The Perfect Ribeye #diglitclass

I like steak.  Especially good ‘ole Nebraska corn-fed beef.  This week, for my ILP, I tasked myself with making “The Perfect Ribeye” with a reduction sauce.  I had heard methods of how to make The Perfect Ribeye, but had never actually tried it, so I had to do a little research.  I found an article (from Business Insider, of all places) that somewhat explains the first part of the process.  From my prior understanding, this is actually a two-part process.  The first step is to sear it on the stove top, and then finish it in the oven.  The meat never even touches a grill.  Crazy, right?  Let’s start from the beginning though.

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Photo by Gabe Dorcey

Every year, we get half of a beef from my wife’s grandparents.  If you have the chance and/or means to purchase homegrown beef, do not (I repeat, DO NOT) pass it up.  This meat is 100 times better than the stuff you buy at the grocery store.  I promise you won’t be disappointed. Any ways, I got some steaks out of the freezer this morning before we ever had breakfast so they would have time to defrost.  I let them sit on the counter (most people may not agree with this defrosting method, but we’ve never had an issue) until I was ready to cook them, at about 6 pm.  I seasoned them with Montreal Steak Seasoning about 30 minutes before I put them in the pan. The pan I used was a Lodge cast iron skillet because it can be used on top of the range as well as in the oven (I will cover this in a bit).

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Photo by Gabe Dorcey

While the steaks were resting before I put them in the skillet, I started making the reduction.  I will admit, my wife walked me through this part since she doesn’t really go by a set recipe.  We started by putting a stick of butter in the pan and melting it.  Then we added the rest of the ingredients: onion, sliced mushrooms, minced garlic, Worcestershire sauce, steak sauce, soy sauce, and red wine.  I can’t really put quantities here because she didn’t have me measure them out.  She just said “stop” and I stopped.  So I stirred it all together and brought it to a slow boil and just let it reduce (meaning the liquid cooks out of it) while I was getting ready to cook the steaks.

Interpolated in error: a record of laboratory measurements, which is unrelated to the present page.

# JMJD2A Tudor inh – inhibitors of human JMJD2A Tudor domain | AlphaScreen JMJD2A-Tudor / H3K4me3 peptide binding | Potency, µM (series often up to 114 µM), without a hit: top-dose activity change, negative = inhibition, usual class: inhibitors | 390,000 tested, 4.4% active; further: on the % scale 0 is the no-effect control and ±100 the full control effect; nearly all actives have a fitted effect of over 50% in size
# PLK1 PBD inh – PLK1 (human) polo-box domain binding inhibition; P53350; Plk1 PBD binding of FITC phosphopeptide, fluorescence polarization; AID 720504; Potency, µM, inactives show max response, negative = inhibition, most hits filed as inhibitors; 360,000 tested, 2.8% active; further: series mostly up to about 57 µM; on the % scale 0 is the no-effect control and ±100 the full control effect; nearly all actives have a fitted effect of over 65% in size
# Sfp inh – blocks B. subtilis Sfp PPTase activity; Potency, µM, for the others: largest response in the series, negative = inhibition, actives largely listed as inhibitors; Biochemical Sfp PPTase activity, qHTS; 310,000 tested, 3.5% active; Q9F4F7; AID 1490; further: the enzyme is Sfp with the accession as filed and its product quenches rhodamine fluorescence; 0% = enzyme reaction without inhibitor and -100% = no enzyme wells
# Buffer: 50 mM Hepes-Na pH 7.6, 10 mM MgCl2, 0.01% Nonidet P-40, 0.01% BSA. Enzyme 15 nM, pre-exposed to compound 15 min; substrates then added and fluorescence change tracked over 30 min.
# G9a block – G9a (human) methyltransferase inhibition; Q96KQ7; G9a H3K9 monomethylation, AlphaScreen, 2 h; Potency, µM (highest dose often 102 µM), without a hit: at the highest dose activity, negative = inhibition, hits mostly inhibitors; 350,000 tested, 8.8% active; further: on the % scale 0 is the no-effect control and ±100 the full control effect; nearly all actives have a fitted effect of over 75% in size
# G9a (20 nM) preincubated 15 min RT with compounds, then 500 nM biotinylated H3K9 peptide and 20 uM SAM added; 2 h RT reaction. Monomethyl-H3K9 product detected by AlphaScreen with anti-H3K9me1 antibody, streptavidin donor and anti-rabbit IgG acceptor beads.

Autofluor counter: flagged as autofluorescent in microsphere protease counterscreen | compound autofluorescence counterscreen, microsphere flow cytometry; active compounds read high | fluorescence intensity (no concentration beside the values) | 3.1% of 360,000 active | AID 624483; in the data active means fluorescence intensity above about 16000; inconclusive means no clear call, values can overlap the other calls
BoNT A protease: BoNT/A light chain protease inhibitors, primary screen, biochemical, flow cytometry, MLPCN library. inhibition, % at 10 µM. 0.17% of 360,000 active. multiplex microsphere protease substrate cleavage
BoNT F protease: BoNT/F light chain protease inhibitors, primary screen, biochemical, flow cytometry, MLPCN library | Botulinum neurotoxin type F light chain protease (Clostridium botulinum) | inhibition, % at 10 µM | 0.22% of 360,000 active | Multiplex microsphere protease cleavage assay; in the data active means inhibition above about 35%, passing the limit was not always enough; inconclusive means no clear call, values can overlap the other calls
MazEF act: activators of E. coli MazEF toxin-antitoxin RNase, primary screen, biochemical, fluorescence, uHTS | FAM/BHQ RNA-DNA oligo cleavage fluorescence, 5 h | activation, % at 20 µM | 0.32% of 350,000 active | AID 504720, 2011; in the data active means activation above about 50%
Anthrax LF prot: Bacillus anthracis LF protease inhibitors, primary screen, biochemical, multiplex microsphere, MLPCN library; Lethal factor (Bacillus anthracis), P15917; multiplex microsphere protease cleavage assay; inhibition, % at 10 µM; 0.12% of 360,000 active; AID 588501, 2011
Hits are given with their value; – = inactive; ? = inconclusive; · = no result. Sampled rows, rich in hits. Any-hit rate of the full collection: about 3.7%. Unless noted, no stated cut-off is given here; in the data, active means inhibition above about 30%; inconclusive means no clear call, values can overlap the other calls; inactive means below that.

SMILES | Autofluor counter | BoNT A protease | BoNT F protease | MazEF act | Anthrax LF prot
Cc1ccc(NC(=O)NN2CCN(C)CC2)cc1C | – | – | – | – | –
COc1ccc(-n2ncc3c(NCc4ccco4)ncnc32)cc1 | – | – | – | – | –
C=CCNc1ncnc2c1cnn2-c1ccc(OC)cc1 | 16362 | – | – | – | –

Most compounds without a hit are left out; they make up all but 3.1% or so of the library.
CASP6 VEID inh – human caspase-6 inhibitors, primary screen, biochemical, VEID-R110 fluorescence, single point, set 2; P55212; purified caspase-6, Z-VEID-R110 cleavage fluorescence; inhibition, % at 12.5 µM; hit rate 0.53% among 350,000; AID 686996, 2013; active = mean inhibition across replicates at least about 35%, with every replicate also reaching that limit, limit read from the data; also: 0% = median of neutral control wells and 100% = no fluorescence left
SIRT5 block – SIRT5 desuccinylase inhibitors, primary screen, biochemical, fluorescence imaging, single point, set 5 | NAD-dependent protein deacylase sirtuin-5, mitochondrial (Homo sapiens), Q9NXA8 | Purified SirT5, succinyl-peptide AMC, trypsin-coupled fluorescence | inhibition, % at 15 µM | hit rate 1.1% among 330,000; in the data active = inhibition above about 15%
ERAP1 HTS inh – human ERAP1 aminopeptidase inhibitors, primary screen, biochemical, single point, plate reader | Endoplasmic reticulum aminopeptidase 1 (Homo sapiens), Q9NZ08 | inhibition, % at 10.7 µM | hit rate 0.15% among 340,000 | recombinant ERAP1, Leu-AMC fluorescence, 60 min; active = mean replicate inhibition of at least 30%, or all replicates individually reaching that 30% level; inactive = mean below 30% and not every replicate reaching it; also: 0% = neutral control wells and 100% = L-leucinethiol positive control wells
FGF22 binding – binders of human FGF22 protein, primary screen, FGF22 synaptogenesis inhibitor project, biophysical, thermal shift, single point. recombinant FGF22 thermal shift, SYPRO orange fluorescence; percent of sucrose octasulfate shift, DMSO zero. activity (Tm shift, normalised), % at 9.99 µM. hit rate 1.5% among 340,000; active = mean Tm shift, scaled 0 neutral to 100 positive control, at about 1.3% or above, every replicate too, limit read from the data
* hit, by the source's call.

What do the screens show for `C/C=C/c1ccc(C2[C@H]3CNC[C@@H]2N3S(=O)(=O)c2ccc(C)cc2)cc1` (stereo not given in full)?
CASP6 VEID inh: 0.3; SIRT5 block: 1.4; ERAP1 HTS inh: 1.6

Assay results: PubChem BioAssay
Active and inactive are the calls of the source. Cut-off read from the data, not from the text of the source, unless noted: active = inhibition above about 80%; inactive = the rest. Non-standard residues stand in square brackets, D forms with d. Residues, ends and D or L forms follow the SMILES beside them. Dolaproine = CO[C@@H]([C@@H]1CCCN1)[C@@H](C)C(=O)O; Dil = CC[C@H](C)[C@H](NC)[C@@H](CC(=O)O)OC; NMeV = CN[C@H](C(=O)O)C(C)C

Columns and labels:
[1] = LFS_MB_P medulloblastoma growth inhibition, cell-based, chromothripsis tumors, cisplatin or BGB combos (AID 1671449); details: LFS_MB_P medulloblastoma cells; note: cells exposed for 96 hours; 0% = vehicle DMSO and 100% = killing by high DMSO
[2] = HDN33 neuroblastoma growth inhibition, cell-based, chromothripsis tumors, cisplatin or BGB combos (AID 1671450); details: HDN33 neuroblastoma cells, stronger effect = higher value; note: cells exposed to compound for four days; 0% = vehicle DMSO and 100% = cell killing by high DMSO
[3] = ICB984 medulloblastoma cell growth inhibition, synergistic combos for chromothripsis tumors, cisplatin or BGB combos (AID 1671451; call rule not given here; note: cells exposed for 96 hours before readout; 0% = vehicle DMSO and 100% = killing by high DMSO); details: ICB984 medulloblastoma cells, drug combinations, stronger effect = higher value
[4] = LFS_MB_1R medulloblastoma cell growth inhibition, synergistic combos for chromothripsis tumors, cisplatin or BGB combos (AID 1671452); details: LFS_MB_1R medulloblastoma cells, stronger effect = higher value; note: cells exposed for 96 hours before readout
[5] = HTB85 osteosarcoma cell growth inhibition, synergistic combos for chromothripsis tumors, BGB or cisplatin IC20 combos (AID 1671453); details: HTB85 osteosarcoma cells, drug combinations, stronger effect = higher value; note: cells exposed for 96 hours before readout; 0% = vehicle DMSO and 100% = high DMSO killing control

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Photo by Gabe Dorcey

Now comes the fun part: cooking the steaks.  There were four steaks, so I cooked them in sets of two. Admittedly, I cooked the first set differently than the first set.  For the first two, I got the gas range fired up with the cast iron pan on top, thinking that it would get hot enough to put a good sear on the steaks.  Well, I was wrong.  While I did manage to cook them, they were definitely not seared.  I cooked the steaks for a minute on each side on top of the oven, and then put them in the cast iron pan, in a 500°F oven for two minutes (I was kind of winging the second part of this process because I couldn’t find a recipe that I was really happy with).  The steaks still turned out good, they just weren’t exactly what I was looking for.  So I had an idea – I put the pan in the oven before I put it on the range so that it would get hot enough to sear the steaks.  Viola!  Much better results on the second batch than the first.

The reduction was definitely the perfect complement to the steaks.  Some argue that if a steak is cooked correctly, that you don’t need a sauce to go with it.  I would disagree.  This reduction was the finishing touch on this meal.

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Photo by Gabe Dorcey

 

As a side note, my wife put together some roasted vegetables (zucchini, mushrooms, onions, and grape tomatoes) to go along with this meal.  I didn’t help with them, but they complimented the meal very well.

 

 

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Photo by Gabe Dorcey

While I don’t think I necessarily made “The Perfect Ribeye” I can definitely see why this method would generate that result.  I will continue to try to master this process, especially this winter when it’s frigid outside.

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